Guide to Canadian Federal Personal Income Taxes

Guide to Canadian Federal Personal Income Taxes

Is the reality of tax season just hitting you? Are you an accountant, anxious about the busy weeks ahead? An average person who just realized they don’t have a clue what they need? Here is the guide you’ve been waiting for. Take a deep breath, relax and enjoy the sweet, lyrical poetry of the Canadian T1 return.

Net Income for Tax Puposes

Income Categories:

Employment income (T4 slip)
Business income (self employment income: T2125)
Property income (rental income or T5 slip: investment income, interest income, dividend income)


Deduction Categories:

Registered pension plan contribution
RRSP contribution
Annual union or professional dues
Child care expenses (typically claimed by lower income spouse)
Business investment loss
Moving expenses (move required by work)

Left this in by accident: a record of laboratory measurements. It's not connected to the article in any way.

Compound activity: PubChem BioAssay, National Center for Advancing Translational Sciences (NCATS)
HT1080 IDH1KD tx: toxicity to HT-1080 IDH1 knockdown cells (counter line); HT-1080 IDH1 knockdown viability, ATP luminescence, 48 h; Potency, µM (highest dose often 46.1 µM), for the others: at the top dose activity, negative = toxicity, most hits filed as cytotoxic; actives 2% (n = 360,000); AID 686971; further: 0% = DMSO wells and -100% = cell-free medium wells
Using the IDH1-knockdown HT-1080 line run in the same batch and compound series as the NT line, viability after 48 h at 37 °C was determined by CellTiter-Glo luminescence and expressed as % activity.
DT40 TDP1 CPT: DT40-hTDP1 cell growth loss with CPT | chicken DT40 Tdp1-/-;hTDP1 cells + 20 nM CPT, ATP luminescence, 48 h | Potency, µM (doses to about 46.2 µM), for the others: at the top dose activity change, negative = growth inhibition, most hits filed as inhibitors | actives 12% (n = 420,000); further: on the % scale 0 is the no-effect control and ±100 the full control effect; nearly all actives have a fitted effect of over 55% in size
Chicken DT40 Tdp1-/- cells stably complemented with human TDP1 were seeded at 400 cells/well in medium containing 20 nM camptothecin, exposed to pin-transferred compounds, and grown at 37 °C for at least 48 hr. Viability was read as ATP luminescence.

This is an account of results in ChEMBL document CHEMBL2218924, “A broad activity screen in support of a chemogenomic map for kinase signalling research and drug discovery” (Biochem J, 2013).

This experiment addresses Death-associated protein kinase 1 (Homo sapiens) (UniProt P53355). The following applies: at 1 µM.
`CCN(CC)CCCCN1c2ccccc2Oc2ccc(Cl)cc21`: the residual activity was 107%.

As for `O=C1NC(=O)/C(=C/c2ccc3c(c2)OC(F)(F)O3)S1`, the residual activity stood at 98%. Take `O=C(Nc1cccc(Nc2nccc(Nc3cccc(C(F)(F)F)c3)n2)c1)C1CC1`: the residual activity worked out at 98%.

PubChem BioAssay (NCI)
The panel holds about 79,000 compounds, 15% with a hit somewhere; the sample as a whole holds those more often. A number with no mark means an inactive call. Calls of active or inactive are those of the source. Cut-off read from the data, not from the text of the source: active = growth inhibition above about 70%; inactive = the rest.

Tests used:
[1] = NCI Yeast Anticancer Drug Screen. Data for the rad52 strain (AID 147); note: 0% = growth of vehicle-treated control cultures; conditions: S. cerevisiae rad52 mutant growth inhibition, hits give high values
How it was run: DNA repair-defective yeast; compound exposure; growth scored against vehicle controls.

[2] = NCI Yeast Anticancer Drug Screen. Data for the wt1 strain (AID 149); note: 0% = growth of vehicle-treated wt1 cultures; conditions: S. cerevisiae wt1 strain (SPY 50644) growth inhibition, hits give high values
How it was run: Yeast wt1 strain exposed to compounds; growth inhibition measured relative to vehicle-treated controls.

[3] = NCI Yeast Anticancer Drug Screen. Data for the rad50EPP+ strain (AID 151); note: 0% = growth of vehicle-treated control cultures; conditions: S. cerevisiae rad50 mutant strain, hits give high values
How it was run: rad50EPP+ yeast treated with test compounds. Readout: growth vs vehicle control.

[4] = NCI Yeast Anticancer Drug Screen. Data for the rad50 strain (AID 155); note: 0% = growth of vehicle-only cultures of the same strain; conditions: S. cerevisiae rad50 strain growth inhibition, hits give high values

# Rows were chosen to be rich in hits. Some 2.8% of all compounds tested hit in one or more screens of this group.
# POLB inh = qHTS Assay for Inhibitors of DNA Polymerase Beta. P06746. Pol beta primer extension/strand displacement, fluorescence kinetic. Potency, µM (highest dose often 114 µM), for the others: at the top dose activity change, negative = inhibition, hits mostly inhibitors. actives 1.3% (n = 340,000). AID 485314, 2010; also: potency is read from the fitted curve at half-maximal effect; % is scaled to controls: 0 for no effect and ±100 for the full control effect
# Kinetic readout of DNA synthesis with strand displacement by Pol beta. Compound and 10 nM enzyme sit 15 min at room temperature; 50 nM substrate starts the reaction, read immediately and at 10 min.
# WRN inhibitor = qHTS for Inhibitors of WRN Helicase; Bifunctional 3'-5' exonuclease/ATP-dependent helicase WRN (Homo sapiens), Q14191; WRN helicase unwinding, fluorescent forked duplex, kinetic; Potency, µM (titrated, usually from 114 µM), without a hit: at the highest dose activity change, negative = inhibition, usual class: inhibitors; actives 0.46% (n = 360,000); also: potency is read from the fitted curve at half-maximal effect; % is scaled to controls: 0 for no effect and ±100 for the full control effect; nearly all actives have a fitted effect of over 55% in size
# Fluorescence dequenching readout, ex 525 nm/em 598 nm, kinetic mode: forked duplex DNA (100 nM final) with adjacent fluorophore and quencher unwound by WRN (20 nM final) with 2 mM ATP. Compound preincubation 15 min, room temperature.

Support payments (spousal, child)
Interest charges for investments
CPP/QPP deductions on self employed income
QPIP premium on self employed income
Other employment expenses (T2200 required)

Taxable Income

Deduction Categories:

Partnership losses carry forward
Non capital loss carry forward
Net capital loss carry forward
Lifetime capital gains deduction

Tax Payable:

Non Refundable Tax Credits (at 15%)

Basic personal amount
Age amount(over 65)
Spouse amount
Canada caregiver amount
CPP/QPP contributions through employment
CPP/QPP contributions on self employment
Employment insurance premiums through employment
Disability tax credit
Employment insurance premium on self employment
Interest on student loans
Tuition amount (T2202 slip from educational institution)
Medical expenses (receipts for medical expenses, printout from pharmacy)
Donations up to 75% of net income (15% on first 200, 29% above)
Canada employment amount
Home accessibility expenses


Federal foreign tax credit
Federal political contribution
Investment tax credit
Federal dividend tax credit
Total income tax instalments paid (based on CRA statements)

Other Important Points:

  • Was a primary residence sold? Need to report for primary residence exemption.
  • Any differences from last year? If so, investigate why.
  • Any change in marital status, new family members?
  • Miscellaneous or other revenue/expenses? More likely to be audited.

By Daniel Zunenshine

Leave a Comment

Your email address will not be published. Required fields are marked *